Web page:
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Cast Iron Grids

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Post Tue Apr 06, 2004 6:57 pm

Simple question, simple answer but it's been too long. What do I do about cast iron grids that have ruested?

Post Tue Apr 06, 2004 7:07 pm
YardBurner BBQ Deputy
BBQ Deputy

Posts: 5469
Location: Damascus, Maryland
Wire brush them. Wash and rinse well. Dry over heat real well. Let cool alittle and smear shortening on all surfaces.Put into the grill at low temp for a while brushing more lube on as needed.


If they are too far gone you might be better off replacing them. Depends on how much work you want to put into them.


Post Tue Apr 06, 2004 7:18 pm
BBcue-Z well done
well done

Posts: 3209
Location: Atlanta-GA
There are several ways to clean them:
1- Soak them in plain Coke for half an hour and then washing them well. You’ll be amazed how the Coke will eat up all the rust
2- Run them through the cleaning cycle of your oven, then brush them with a grill brush when they’re cooled down
3- Scrub them with a tough metal brush until all the rust is gone.
No matter what method you use, you’ll have to cure/season them again. And that’s simply achieved by brushing them with vegetable oil and heating them up. I found the Coke method is the easiest to use. It’s almost effortless. If you’re skeptical about this method, just give it a try and see for yourself. It well only coast you 50 cents for a can of Coke.

Post Wed Apr 07, 2004 12:04 am
YardBurner BBQ Deputy
BBQ Deputy

Posts: 5469
Location: Damascus, Maryland
Gonna try it this weekend . Got some old grates that will give it the test!


Post Wed Apr 07, 2004 1:26 am
smoke rare

Posts: 26
Don't worry, it will outlast you.

I built a natural stone pit around a rusty cast iron grill for my father when I was sixteen years old, and that was when I was hoping there'd be a war in Viet Nam so I could be just like the guys on the "Combat" tv show.

I cooked a big barbeque chicken dinner for him and all his friends on that grill a couple of years ago for his 80th birthday.

If you're talking about the grate the fire sits on. Nothing. There is no trick or anything you can do. No matter how much you sand or steel wool or season with lard, or oil, or witches brew, it will always be rusty. Can't take the heat. That's why it got out of the kitchen and is sitting out there waiting for you to build another hot fire on it. Better hurry! If you take good care of your health and are very young, it might rust through before you die!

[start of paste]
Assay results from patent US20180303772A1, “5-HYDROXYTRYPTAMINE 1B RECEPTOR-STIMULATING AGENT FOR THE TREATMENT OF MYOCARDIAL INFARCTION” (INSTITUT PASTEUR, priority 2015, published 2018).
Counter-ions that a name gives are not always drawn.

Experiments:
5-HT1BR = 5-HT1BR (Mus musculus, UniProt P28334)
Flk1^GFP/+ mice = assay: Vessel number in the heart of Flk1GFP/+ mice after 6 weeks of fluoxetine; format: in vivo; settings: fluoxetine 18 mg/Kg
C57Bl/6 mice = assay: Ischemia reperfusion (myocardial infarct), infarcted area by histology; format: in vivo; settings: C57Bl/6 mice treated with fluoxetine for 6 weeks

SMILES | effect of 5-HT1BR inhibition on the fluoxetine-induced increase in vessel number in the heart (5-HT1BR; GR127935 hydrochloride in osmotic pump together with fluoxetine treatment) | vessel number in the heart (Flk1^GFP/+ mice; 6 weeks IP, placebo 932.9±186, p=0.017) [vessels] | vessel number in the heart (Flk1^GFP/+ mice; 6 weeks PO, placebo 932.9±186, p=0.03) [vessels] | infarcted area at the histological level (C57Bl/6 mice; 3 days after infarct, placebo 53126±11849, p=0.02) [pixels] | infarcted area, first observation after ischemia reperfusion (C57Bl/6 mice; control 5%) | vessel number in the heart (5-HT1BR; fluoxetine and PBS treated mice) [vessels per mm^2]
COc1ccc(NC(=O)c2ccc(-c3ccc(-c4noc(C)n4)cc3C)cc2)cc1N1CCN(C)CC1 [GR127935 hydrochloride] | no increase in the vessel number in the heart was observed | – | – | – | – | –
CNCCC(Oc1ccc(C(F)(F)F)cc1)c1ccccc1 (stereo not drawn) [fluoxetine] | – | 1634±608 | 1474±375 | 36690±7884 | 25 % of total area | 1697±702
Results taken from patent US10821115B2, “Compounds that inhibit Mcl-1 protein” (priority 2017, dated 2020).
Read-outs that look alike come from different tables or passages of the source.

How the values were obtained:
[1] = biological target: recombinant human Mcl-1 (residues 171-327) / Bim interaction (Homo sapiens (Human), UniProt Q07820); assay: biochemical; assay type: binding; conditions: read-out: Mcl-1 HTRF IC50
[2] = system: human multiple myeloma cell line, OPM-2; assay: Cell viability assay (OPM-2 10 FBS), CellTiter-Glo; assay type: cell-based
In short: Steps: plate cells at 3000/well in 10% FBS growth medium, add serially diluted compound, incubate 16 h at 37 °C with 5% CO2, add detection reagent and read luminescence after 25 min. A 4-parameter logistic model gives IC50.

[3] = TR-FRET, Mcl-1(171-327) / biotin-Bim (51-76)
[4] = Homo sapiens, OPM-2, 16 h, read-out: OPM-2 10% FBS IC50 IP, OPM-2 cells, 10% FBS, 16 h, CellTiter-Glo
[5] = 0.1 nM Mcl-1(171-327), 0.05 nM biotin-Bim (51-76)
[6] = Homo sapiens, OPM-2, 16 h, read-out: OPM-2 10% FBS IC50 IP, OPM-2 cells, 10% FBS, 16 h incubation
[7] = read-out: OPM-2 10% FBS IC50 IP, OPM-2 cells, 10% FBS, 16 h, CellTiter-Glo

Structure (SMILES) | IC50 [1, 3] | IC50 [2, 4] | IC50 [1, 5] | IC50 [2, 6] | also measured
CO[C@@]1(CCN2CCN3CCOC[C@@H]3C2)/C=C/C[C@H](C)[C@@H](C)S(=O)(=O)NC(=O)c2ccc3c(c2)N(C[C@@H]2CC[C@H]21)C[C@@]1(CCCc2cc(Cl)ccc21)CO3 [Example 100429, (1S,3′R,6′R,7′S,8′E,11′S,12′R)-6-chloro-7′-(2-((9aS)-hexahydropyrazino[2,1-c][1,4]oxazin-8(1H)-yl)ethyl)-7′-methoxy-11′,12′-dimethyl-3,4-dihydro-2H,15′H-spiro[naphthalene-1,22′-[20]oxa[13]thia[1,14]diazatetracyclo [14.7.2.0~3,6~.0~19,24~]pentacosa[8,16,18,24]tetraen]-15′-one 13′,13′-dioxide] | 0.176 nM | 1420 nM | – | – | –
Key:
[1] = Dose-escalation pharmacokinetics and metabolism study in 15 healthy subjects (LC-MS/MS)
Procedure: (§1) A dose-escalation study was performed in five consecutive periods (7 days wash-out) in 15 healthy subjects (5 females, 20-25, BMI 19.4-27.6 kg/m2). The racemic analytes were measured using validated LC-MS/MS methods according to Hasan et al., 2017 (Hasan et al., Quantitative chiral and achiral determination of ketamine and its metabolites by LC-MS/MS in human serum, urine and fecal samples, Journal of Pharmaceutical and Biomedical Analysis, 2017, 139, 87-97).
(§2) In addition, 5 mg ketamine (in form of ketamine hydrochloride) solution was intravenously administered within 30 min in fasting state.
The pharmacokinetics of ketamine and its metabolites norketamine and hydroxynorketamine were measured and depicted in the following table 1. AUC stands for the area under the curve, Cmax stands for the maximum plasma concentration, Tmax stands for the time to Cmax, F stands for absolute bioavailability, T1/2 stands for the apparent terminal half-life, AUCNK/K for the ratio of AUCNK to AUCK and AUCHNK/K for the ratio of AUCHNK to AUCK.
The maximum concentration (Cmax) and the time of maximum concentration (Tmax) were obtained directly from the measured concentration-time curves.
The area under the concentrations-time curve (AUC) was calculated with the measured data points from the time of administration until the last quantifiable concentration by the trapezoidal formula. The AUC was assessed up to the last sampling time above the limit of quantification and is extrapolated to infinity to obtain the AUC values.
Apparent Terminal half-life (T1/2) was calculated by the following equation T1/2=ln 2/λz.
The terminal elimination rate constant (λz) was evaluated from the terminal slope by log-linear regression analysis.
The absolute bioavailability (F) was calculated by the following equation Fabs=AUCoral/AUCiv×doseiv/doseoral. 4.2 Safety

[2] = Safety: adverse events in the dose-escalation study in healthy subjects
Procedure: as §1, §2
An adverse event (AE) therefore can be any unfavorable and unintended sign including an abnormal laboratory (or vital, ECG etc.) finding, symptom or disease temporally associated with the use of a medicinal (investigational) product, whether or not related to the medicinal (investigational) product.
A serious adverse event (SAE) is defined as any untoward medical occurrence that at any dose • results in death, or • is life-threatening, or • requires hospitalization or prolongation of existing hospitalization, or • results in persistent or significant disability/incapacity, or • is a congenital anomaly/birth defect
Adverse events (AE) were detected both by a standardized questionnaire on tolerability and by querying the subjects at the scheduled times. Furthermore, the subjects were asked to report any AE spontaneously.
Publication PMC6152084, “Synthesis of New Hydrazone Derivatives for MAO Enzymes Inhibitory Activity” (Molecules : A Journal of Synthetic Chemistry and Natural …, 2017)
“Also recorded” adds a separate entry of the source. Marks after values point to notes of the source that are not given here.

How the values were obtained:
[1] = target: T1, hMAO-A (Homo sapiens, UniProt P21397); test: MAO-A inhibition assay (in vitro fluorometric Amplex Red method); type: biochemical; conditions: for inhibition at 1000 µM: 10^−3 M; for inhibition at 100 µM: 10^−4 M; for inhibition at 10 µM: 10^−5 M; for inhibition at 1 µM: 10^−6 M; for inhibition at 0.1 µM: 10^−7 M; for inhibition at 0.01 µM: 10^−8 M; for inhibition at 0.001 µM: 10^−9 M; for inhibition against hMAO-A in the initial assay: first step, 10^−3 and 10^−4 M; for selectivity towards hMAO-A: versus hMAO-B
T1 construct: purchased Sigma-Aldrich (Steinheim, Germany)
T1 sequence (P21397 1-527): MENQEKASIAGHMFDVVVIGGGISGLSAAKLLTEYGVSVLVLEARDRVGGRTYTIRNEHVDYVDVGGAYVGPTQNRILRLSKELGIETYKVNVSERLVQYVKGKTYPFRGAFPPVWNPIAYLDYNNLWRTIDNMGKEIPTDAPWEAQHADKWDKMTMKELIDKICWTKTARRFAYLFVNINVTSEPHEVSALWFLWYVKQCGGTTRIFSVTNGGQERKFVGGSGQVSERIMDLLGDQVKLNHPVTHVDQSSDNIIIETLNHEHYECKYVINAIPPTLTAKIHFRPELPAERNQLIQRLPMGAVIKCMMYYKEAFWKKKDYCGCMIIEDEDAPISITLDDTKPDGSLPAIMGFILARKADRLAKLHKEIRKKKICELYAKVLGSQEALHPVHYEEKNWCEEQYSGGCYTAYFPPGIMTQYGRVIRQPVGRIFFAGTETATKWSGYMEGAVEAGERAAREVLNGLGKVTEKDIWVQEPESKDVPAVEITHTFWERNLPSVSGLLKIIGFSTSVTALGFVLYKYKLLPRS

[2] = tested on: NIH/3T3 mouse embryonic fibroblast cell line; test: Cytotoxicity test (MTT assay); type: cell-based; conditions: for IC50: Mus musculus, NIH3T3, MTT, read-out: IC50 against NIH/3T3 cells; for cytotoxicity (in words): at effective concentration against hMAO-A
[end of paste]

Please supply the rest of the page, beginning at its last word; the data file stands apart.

Post Fri Jun 04, 2004 1:42 pm
taoiseach raw

Posts: 2
Location: Baltimore, Maryland
OK, last year I posted a question about porcelain grid rust. I know what I did there: never use a brass-bristle brush on porcelain.

So, I decided this year to replace the grid with cast iron. Cooks like a dream: best grilling experience I've ever had. Especially since the Char-Broil grid is reversable for grilling and searing (nice for veggies).

But now it is rusting. I followed the directions for doing the initial seasoning, and have been carfeful to oil the grid both before and after cooking. Yet, if I don't grill for a few days, when I go to use the grill I find rust on the grid.

Why would the grid rust despite being oiled? Could it be that some vegetable oils contained water and that causes the grid to rust? Could it be the application method? I use a pump-sprayer rather than the paper-towel-in-the-tongs method. Could that be putting moisture on the grid?

It's all so frustrating...

Post Fri Jun 04, 2004 3:21 pm
RichD medium-well

Posts: 280
Location: New Jersey
It is cast iron's nature to rust. You should clean gently with warm water and a scrubber that will not take off the seasoning on the grate. You should season the grate frequently. At some point in time you will get that black cast iron frying pan look. This is a well seasoned grate.
One thing to consider is where you are storing your grates. If you are keeping them in the grill/smoker then they will constantly be exposed to changing weather and moisture conditions. Not directly exposed, but none the less exposed to the moisture in the air. I would recomend that you keep them inside in a dry place. This should help to prevent them from rusting and keep your frustration level much lower.


Post Fri Jun 04, 2004 5:26 pm
YardBurner BBQ Deputy
BBQ Deputy

Posts: 5469
Location: Damascus, Maryland
Actually a brass bristle brush is OK on porcelain. Steel grill and welding brushes are NOT.
If the grate is hot go easy with the brush. Percelain softens with heat.

I oil my cast iron and store in a plastic bag for longer term storage.
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Post Fri Jun 04, 2004 5:33 pm
502mids well done
well done

Posts: 306
Location: Centreville, Virginia
I know that cast iron frying pans are NOT supposed to be cleaned with soap and water but just scoured with coarsesalt. Anyone ever try that on a cast iron grid? I don't have one, just a theory.

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